This study was based on a case study – dwelling on an inference as the focal point for discussion and investigation: the geopolitical and geocultural interdisciplinarities of faculty diversification in higher education. The Explicative-Reductive Method was employed in this study focused on the contemporary event characteristics of the common interests in the academic community: the internationalization of higher education through faculty diversification. The Explicative Method was used to account a context encompassing variables and qualities attributed to the problem. This paved for the determinant of the state of the act of harmonizing the educational paradigm. On the other hand, the Reductive Method was used to elicit the potential variables of the identified context for enrichment and further analysis. It involved a systematic investigation using documentary analysis as the predominant method of data collection. Corroboration of findings, vis-à-vis with the identified norms of the context of the study was used to conclude on the topography of the study – the geopolitical and geocultural interdisciplinarities of faculty diversification.

Presented in the foregoing figure is the research paradigm of the study which serves as its conceptual framework. Factors imperative to the premise that faculty diversification is essential to better assimilation of knowledge and understanding through a varied members of the faculty and teaching force from various orientation and academic backgrounds, are to be known.

It presents that the course of the study dealt on the geopolitical and geocultural interdisciplinarities of faculty diversification with emphasis on the multidimensional concept in higher education. These entwined leaps are imperative to a potpourri of a worldwide concept on multidirectional and multispeed process of integration within the acumen of internationalization among institutions of higher learning.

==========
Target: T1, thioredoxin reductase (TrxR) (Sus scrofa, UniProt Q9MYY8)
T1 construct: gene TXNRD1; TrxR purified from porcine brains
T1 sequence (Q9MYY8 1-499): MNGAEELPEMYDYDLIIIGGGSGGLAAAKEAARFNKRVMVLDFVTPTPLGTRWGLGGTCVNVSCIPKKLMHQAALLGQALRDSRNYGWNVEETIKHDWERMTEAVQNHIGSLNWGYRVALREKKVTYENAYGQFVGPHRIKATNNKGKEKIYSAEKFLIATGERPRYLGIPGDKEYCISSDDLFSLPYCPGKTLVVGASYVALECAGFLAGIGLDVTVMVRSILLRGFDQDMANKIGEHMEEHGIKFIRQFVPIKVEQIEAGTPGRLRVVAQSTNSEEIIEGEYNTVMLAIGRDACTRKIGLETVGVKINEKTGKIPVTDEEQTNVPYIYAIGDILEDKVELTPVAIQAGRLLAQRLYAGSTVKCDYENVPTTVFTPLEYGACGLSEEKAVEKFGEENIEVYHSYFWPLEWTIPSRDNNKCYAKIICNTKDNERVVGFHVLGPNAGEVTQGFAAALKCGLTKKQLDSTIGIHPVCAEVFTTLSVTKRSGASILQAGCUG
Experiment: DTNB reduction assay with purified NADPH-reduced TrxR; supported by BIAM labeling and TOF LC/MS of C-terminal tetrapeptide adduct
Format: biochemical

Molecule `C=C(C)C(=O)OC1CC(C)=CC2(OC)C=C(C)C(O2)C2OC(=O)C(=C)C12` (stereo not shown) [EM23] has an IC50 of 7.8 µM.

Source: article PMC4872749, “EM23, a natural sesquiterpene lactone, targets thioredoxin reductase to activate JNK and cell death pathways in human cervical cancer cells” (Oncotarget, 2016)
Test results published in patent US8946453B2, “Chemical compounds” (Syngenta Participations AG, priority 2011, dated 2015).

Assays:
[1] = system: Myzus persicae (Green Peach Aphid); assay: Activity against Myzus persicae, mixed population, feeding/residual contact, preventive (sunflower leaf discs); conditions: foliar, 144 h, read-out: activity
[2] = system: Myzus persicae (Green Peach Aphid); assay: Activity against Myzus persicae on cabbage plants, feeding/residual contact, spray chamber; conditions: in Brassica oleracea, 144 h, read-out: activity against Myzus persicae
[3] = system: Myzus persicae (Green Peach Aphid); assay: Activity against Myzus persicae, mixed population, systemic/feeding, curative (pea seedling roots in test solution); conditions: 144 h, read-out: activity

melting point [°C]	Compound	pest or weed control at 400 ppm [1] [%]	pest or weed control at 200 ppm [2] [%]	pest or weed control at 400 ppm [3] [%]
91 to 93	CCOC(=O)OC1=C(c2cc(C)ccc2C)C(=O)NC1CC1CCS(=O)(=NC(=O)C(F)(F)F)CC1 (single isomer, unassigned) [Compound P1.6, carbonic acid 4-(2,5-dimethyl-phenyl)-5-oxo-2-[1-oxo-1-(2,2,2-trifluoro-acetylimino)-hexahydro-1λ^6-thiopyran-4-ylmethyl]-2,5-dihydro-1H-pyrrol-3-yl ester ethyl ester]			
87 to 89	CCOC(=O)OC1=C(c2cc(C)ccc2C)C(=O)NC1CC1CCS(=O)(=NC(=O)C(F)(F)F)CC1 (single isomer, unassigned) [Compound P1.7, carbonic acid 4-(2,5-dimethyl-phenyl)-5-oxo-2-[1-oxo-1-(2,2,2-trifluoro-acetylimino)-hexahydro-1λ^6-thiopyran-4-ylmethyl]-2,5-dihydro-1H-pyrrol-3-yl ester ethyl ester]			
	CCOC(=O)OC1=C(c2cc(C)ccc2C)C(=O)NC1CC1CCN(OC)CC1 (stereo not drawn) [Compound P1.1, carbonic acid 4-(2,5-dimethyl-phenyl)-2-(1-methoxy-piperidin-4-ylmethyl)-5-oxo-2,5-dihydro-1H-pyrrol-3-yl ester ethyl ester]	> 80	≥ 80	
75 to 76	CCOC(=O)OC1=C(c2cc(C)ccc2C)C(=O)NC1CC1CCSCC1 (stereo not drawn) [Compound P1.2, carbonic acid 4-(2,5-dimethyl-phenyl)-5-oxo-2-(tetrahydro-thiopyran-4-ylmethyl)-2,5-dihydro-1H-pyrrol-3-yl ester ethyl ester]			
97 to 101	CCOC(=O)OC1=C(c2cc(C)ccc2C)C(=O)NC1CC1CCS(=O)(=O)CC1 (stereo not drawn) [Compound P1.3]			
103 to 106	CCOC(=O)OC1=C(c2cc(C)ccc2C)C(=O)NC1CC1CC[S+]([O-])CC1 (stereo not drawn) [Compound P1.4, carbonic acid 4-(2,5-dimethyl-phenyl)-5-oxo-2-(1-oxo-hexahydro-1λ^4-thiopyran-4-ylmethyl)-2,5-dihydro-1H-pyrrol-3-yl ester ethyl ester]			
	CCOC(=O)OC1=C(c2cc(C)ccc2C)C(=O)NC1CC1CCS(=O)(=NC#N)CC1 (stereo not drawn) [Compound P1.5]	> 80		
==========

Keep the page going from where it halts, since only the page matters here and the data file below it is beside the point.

On the basis of the argument that a diverse faculty plays an integral part in the robust exchange of ideas in the academic learning environment, the institution, together with its administration and key officials, must decide for itself on the academic grounds, who may teach, what may be taught, how it shall be taught, and who may be admitted to teach and to study [14, 15]. These factors must become the concomitant factors in hiring a diverse faculty, together with that of governing geopolitical interdisciplinarities. Hence, the institution’s initiatives on faculty diversification should be encroached with a broad definition of diversity to ultimately attain this purpose [14, 15].

3. Results and Discussion

3.1. The Implementing Legal Bases of Faculty Diversification Model in Higher Education